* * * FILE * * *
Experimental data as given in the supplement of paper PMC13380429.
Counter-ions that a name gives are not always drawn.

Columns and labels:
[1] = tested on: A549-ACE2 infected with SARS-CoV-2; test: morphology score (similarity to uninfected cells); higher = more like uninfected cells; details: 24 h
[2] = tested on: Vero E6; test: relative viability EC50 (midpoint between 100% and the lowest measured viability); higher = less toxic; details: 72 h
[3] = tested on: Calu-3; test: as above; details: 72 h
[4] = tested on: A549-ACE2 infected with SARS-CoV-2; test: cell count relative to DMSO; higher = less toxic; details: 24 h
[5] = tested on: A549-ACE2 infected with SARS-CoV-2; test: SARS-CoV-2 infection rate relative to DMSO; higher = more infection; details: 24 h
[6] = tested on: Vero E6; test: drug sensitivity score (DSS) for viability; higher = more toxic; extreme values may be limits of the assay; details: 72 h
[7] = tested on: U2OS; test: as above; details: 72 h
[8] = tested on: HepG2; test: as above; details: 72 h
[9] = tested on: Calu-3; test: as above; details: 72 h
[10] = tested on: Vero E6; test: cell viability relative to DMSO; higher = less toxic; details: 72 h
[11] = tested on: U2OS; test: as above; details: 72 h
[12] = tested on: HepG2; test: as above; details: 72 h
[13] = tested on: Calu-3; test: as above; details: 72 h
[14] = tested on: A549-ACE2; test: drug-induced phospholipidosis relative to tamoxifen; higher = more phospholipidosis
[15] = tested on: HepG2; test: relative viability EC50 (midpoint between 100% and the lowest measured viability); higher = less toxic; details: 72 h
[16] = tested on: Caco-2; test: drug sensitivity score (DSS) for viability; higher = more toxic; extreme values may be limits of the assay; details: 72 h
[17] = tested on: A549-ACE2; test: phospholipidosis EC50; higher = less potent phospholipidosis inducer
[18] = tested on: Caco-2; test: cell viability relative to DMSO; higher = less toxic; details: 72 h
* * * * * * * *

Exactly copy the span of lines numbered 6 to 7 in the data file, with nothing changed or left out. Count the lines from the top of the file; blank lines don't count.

[3] = tested on: Calu-3; test: as above; details: 72 h
[4] = tested on: A549-ACE2 infected with SARS-CoV-2; test: cell count relative to DMSO; higher = less toxic; details: 24 h